When I was a child, we used to travel to the Atlas Mountains to visit my grandparents’ village, Azgayoud. It was a magical place: the towering peaks, the rugged terrain, and the forests of argan trees; the small one-storey houses made from mud and rocks, blending seamlessly into the sandy landscape; the outside ovens churning out the tastiest, most aromatic Tafarnout bread; the community gatherings of women cracking argan nuts to prepare argan oil, the “liquid gold” of the Atlas while singing old Amazigh songs; and, of course, the gravity-defying mountain goats, jumping on roofs, fences and trees.
My grandparents’ house captured, for me, the essence of Atlas life. It stood as a haven where time seemed to pause. Its wooden door, adorned with a hefty knocker, remained always open, welcoming all. Its courtyard, featuring a well with the freshest water, hosted family and friends who rested in the shade, sipping tea.
Through the eyes of a child, this place looked like paradise: People had a simple and happy life, enjoying the abundance that living in harmony with nature granted them. But as I grew up, I came to realise that many Amazigh communities like my grandparents’ were facing severe hardships.
Many villages in the mountains lacked paved roads, running water, and proper access to health care and sanitation. Limited electricity supply and weak mobile signal would often cut off communication with the rest of the world. Lack of access to proper education and economic opportunities would force many young people to leave for bigger cities in the north or emigrate to Europe. These communities were largely left on their own.
On September 8, a powerful earthquake multiplied the misery and hardships of the region countless times. The disaster killed more than 2,900 people and injured at least 5,530.
When I heard the news, I immediately called my parents in Taroudant, a city nestled in the southern slopes of the Atlas Mountains. They reassured me that they and the rest of the family were safe and well. They had felt the tremors, but their houses had withstood the shock.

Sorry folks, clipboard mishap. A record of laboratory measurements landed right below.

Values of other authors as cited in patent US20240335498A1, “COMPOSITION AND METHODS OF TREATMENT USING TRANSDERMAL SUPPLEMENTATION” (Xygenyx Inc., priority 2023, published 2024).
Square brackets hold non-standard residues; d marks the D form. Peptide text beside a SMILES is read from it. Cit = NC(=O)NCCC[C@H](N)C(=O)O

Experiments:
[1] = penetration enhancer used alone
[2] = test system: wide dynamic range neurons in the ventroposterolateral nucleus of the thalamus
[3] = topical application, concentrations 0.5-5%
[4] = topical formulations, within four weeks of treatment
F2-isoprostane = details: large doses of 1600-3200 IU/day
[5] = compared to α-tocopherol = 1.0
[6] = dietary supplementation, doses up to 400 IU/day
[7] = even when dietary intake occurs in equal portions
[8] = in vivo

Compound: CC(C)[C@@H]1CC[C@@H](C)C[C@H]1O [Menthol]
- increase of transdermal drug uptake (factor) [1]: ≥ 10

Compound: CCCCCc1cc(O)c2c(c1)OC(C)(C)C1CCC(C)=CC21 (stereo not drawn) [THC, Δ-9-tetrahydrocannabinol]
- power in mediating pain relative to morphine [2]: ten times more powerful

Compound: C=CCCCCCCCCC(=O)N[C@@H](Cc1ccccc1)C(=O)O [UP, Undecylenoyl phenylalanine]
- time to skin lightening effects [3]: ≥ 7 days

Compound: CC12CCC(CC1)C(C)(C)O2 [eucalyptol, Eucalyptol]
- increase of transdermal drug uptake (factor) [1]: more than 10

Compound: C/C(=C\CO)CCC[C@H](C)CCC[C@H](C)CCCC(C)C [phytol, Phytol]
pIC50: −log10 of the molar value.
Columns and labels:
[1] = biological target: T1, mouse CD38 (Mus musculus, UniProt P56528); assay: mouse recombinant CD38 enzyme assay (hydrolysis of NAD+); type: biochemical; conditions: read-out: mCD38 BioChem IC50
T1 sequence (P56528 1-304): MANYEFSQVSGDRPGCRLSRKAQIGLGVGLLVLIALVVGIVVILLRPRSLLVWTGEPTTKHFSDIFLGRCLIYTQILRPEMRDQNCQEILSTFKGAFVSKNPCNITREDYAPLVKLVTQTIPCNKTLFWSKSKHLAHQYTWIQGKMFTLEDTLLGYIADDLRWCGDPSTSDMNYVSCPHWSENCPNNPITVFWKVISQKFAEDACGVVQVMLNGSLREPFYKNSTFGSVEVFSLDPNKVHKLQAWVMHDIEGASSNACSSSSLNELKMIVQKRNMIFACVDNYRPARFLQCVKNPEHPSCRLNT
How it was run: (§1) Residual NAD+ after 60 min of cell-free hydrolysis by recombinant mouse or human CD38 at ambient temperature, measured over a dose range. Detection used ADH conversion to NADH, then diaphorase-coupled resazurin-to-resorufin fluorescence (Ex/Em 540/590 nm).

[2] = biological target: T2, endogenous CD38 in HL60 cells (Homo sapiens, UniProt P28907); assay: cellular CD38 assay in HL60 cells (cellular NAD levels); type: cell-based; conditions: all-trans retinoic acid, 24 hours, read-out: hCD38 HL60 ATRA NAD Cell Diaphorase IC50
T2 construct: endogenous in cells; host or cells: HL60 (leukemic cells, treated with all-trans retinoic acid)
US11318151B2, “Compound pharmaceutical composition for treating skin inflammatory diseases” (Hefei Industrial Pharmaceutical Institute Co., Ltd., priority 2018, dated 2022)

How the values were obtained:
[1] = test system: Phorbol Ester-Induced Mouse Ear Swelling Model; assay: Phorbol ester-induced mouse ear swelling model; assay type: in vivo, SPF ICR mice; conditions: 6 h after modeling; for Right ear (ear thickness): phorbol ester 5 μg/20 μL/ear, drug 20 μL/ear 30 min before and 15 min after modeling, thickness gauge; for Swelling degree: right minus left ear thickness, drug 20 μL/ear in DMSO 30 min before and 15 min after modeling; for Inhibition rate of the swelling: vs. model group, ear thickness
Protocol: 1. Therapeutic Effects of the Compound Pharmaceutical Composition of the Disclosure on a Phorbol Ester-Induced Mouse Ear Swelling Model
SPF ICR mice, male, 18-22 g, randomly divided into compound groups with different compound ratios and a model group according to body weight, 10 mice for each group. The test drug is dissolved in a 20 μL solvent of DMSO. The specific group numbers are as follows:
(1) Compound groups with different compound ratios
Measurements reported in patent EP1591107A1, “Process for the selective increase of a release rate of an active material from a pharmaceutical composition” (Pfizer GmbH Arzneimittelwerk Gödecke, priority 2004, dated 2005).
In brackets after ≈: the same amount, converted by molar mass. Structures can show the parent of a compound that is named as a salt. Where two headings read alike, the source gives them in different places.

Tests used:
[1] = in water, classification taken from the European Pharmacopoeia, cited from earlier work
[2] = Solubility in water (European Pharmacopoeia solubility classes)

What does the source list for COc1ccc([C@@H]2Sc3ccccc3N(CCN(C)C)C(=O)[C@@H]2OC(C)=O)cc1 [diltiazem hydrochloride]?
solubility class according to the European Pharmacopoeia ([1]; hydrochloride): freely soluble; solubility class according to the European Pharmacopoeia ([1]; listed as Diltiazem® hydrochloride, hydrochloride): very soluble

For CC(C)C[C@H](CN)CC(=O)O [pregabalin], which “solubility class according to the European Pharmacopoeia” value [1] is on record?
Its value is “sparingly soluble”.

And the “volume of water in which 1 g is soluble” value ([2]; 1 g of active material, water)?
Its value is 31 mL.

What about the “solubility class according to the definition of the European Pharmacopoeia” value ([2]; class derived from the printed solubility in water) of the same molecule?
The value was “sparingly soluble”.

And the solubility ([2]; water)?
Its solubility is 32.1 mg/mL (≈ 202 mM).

But up in the mountain, my grandparents’ village had suffered some damage. Elsewhere, whole communities had been wiped out.
It was painful to hear the stories of death and devastation from family and friends. Isolated and cut off from the world, many villagers have had to dig people out of the rubble with their bare hands. Having lost their homes and grieving for their dead loved ones, many have had to sleep out in the open, as temperatures drop to 10 degrees Celsius (50 degrees Fahrenheit) at night. Women and children who have lost other family members now face the risk of exploitation by human traffickers.
Rescue efforts have been slowed down by the rugged terrain and rockslides. Trucks carrying humanitarian aid have found it difficult to make their way on narrow mountainous roads, while medical staff and rescuers have struggled to evacuate the injured to the nearest medical facilities.
The local hospital in Taroudant, which serves dozens of rural communities, was overwhelmed. I have heard harrowing accounts of how the hospital and its dedicated staff were struggling to cope with the influx of injured and deceased people in the first few days.
Still, there has been a huge mobilisation of people to help each other out. Organising on social media, volunteers have been gathering essential items such as tents, mattresses, blankets, baby food, hygiene products, and more and distributing them to destitute villagers. But this assistance will get homeless families only that far, especially as winter is approaching.
A week after the disaster struck, the fear is that as the international media spotlight moves away, these people will once again be forgotten. And this is already happening. The floods in Libya that have taken the lives of more than 11,000, have topped the news agenda and Morocco’s earthquake disaster has slipped off the front pages.
There are, of course, some areas affected by the earthquake that will be taken care of. Marrakech and its UNESCO World Heritage site will likely see the bulk of aid and reconstruction assistance. Communities in the Atlas Mountains do not have this internationally recognised label to draw attention to their heritage.
According to local media reports, important historical monuments, such as the 12th-century Tinmel Mosque, lie in ruins; they are at risk of being lost forever. But even more importantly, a whole way of life, preserved in the heights of the Atlas Mountains, will be in danger, if the region does not receive proper assistance.
The devastation caused by the earthquake will undoubtedly lead to an exodus of people from the region in search of a new home. Whole villages may die out as a result. Depopulation could disrupt the preservation of Amazigh traditions, trades, customs, folklore and even local dialects.
This region has safeguarded a unique culture and language for more than 3,000 years, and it holds deep significance for many Amazigh people. To survive this calamity, these communities require urgent and comprehensive assistance.
The people of the Atlas Mountains have faced isolation and hardship for centuries and endured. Theirs is a story of strength and determination, of a culture that persists in the face of adversity. But this earthquake will tear their communities apart unless we help them.
The views expressed in this article are the author’s own and do not necessarily reflect Al Jazeera’s editorial stance.